Endocrine Abstracts (2002) 3 P25

Congenital adrenal hyperplasia: A tale of two enzymes

O Chaudhri, C Goodlad, A Hameed, M Barakat & K Meeran

Imperial College School of Medicine Endocrine Unit, Hammersmith Hospital, London, UK;

A 24-year old male who, was normal at birth, became listless and volume depleted at 3 weeks of age. Investigations yielded an Addisonian picture (serum Na+ 115 mmol/l; K+ 8.2 mmol/l; urea 15.8 mmol/l). Serum 17-hydroxyprogesterone (17-OHP) levels were measured and found to be high (2,564 nmol/l). Urinary 17-oxosteroids and 17-OHP were also elevated. The neonate was thought to have 21-hydroxylase-deficient congenital adrenal hyperplasia (CAH) and therapy with fludrocortisone and dexamethasone commenced. Levels of 17-OHP suppressed well. At age 13 months, the subject was referred to paediatric endocrinologists for titration of the dose of hydrocortisone to allow for adequate growth. He settled on 20mg a.m. and 10mg p.m. of hydrocortisone, and 100mcg of fludrocortisone daily, and remained well for the next 22 years, with normal range serum 17-OHP levels and normal blood pressure.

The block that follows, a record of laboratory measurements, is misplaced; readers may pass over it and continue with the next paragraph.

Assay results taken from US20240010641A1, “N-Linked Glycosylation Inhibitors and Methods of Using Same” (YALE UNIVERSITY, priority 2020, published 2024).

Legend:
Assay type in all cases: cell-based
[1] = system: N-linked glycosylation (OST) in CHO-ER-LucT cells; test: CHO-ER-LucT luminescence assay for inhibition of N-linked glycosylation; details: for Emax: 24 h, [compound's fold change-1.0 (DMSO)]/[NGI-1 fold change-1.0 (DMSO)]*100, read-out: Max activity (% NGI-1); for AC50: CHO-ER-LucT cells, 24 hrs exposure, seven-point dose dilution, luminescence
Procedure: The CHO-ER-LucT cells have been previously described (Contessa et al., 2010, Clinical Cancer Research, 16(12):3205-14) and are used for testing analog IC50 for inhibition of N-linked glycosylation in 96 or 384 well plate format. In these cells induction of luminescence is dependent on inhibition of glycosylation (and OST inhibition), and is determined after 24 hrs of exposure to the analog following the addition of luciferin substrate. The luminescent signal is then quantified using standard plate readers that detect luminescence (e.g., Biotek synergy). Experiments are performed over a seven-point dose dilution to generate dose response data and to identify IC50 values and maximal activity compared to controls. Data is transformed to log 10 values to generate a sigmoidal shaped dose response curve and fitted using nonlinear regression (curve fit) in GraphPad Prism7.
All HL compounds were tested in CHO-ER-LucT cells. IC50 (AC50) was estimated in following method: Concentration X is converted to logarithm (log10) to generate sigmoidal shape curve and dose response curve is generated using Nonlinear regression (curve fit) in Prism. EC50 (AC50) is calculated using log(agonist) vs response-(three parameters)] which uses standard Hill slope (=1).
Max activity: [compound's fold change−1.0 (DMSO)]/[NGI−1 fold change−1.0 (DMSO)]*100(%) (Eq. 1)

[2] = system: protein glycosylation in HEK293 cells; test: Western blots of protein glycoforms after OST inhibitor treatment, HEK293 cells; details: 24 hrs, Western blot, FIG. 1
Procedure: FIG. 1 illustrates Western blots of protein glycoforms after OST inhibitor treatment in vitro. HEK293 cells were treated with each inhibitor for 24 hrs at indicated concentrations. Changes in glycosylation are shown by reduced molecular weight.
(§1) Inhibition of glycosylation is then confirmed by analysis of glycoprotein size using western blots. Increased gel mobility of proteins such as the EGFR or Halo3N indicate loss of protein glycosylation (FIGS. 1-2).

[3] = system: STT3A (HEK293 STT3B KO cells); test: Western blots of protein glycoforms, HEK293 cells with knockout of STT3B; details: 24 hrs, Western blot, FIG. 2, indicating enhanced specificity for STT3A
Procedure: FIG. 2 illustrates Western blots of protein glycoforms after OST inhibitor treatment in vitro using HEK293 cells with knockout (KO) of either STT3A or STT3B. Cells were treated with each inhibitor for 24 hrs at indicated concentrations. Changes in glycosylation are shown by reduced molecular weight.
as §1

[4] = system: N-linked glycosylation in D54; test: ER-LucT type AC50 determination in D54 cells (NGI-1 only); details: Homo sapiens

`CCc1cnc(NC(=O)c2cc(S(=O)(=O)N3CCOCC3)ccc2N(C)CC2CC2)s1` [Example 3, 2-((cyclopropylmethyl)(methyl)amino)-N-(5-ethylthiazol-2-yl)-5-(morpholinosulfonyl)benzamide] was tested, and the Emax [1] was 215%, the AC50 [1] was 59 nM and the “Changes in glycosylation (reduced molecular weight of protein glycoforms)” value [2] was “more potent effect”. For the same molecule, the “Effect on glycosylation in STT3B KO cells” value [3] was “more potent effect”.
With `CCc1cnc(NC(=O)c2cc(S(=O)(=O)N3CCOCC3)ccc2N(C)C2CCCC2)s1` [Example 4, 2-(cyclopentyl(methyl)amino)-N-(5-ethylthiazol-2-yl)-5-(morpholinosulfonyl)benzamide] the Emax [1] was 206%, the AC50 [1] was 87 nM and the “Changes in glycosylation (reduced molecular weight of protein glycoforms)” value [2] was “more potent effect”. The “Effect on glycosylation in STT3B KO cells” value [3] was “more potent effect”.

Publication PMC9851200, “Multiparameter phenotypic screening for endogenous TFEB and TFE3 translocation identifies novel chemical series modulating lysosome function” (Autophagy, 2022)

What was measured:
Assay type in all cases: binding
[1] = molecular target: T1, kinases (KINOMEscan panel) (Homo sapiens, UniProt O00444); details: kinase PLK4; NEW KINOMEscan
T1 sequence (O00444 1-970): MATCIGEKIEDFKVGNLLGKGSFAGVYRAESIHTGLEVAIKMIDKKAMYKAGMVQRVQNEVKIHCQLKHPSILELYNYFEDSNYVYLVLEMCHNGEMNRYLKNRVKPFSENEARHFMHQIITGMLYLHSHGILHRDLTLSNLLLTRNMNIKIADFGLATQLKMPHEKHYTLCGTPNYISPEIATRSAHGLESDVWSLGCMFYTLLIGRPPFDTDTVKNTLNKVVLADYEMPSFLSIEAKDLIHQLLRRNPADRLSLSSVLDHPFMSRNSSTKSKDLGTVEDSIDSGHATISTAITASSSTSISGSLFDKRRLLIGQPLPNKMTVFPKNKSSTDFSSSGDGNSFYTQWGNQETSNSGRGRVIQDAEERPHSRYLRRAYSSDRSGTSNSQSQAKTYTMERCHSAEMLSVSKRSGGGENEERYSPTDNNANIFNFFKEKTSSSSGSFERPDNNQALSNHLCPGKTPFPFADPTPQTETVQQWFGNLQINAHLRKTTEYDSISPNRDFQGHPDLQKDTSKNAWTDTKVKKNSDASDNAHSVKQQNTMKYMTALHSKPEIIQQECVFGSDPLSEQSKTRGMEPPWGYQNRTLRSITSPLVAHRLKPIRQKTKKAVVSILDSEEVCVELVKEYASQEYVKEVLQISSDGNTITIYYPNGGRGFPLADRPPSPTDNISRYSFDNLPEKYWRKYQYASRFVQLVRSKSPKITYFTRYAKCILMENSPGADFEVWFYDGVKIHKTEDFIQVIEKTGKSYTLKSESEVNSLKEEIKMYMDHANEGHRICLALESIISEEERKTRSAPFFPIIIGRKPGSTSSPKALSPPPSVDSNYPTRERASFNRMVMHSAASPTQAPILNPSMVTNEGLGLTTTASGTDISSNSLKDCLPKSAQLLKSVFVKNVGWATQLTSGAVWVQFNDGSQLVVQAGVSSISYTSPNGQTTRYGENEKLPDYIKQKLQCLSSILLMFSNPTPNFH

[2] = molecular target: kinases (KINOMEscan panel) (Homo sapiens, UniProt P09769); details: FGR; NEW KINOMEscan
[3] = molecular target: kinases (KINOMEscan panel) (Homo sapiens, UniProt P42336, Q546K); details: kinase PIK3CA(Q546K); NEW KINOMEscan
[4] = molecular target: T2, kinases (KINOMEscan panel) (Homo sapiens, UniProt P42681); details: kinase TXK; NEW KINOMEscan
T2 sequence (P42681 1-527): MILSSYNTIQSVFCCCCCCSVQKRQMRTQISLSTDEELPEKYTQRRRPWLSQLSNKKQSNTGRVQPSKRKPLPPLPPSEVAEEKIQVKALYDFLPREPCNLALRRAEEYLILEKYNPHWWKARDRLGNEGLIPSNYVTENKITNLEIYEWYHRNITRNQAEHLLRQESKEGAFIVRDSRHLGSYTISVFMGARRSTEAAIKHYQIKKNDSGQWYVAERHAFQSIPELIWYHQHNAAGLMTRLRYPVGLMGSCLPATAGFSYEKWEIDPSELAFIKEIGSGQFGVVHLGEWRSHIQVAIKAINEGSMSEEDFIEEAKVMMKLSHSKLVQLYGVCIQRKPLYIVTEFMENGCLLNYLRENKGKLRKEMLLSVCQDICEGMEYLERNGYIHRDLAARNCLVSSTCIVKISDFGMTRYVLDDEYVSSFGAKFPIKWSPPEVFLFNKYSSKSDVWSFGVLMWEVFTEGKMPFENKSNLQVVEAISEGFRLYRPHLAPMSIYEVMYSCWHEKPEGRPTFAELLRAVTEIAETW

However, he was then noted to be hypertensive (150/106 mmHg). Repeat serum 17-OHP levels were elevated (82.9 nmol/l), consistent with less than full compliance with therapy. Serum 11-deoxycortisol levels were also elevated, however (33.9 nmol/l), and the diagnosis revised to 11-hydroxylase-deficient CAH. Fludrocortisone therapy was stopped and serum electrolytes and blood pressure have thus far remained normal.

While 21-hydroxylase deficiency remains the commonest form of CAH, it is important to distinguish this form from 11-hydroxylase deficiency, as the latter is associated with hypertension due to high deoxycorticosterone levels, and the use of fludrocortisone may compound this. Clinical features and serum electrolyte measurements cannot be relied upon; both conditions comprise a spectrum of disease and the literature describes cases of 11-hydroxylase-deficient patients who have demonstrated urinary salt loss, both on presentation, and also after commencement of steroid therapy.

We advocate the measurement of 11-deoxycortisol levels in addition to levels of 17-OHP in all patients in whom CAH is suspected.

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